I actually kind of really love this. Obviously a strong influence on Rob Crow's early stuff (Heavy Vegetable, Thingy). I've never been real big on the more chaotic-sounding math rock but this is just laid back enough for it to be totally satisfying.
Getting pretty stoked for this thread over the next couple months.
I'm almost positive someone has asked you this before, but have you ever been to rock-trivia/won the fuck out of rock trivia?
No but seriously, it may just be with the more obscure/independent/underground type of music, but people on here mention an artist, and then you come in and seem to know their life story and discography off the top of your head.
Precisely the type of knowledge that would kick ass at rock trivia.
Post by DREW OF THE RUSHES on Jul 9, 2011 16:16:26 GMT -5
One more word on Spiderland - I've listened to it three or four times in the last week, and I can't get past the same underwhelming feeling I got the first time I heard it. For an album with such a massive reputation (and it is seriously massive), it's not the flawless record you'd expect. There are lazily executed ideas ("For Dinner..." which is a fun track to listen to but bands have done so much more with that song's sound than Slint did), and the vocals always sound a little angsty to me, a little emo in the middle of all that prog. The whispered "I miss you" in "Good Morning Captain" strikes a nerve with me.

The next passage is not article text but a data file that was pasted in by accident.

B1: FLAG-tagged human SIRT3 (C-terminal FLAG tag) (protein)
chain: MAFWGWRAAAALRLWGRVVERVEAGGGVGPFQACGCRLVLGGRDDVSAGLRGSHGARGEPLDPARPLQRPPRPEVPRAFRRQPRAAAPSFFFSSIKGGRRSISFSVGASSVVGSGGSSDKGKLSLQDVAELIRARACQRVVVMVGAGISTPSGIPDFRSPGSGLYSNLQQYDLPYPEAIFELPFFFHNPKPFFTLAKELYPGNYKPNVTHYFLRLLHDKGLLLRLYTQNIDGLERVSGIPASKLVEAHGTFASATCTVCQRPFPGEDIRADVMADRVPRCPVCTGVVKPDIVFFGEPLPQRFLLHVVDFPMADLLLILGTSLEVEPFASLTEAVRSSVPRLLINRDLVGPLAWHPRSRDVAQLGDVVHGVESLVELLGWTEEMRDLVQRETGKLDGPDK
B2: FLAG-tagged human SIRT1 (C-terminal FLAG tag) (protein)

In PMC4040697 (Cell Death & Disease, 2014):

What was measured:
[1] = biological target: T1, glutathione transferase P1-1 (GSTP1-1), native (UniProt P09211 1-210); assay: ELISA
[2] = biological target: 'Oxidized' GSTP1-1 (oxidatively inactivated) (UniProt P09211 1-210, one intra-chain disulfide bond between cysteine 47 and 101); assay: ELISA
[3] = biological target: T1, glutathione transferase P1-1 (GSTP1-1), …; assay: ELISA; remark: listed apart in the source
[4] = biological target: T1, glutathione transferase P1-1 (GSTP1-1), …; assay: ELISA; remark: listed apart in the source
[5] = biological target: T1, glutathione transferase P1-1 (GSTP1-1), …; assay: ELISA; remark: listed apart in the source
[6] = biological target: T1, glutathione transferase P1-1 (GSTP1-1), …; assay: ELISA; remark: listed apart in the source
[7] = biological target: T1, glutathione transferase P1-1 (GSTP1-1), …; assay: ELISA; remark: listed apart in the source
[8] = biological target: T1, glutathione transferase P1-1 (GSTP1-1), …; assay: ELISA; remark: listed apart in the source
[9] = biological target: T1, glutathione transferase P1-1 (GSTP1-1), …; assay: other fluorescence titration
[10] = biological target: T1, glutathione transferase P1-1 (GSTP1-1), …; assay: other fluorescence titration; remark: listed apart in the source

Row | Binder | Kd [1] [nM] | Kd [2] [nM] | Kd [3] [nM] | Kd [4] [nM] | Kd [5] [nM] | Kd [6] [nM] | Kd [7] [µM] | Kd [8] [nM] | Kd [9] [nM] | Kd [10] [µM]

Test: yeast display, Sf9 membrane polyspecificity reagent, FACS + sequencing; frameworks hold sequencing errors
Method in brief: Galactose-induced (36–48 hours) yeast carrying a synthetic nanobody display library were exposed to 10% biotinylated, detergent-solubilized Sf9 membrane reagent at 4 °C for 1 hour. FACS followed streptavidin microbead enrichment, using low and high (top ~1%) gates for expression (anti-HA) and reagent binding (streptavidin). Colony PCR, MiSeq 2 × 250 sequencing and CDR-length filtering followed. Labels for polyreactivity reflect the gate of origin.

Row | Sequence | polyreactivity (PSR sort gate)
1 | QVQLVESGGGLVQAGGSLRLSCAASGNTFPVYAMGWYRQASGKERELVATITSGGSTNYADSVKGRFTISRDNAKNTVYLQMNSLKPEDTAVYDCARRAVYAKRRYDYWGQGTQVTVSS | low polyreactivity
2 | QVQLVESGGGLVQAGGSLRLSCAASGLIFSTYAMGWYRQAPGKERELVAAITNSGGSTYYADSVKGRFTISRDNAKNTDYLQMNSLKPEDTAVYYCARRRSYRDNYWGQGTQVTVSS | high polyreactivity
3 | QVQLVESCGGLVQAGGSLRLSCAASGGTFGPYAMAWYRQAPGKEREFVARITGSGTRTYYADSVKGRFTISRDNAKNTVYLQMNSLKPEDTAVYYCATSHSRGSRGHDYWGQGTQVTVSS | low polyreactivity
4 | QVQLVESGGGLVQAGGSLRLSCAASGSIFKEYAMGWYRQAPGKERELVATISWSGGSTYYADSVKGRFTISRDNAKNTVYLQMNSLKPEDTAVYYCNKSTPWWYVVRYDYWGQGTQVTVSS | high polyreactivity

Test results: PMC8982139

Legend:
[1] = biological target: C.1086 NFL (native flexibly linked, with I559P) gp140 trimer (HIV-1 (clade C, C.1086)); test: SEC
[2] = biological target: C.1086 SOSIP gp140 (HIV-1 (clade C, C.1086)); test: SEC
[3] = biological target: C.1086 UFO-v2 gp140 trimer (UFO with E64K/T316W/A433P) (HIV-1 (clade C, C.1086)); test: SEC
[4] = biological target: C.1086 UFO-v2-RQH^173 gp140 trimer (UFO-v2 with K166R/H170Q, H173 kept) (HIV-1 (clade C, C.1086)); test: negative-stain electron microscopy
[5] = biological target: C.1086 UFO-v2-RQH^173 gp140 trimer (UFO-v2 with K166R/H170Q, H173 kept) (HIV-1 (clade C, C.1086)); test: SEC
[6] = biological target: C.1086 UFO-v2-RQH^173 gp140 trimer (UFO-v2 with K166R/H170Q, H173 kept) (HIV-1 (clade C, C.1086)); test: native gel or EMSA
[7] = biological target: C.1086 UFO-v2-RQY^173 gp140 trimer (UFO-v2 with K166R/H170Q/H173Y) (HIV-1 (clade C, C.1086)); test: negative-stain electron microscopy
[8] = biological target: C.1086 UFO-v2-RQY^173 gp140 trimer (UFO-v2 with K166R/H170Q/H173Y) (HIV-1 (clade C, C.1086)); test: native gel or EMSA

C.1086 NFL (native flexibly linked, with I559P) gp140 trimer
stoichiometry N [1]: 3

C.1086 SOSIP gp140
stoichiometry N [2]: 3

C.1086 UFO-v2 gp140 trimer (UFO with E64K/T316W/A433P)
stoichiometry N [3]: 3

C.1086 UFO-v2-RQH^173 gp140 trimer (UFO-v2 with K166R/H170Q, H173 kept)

But "Nosferatu Man" and "Good Morning Captain" are awesome tracks, and I think that the idea that this is a collection of songs rather than a shitty prog concept album is what was so revolutionary about Slint.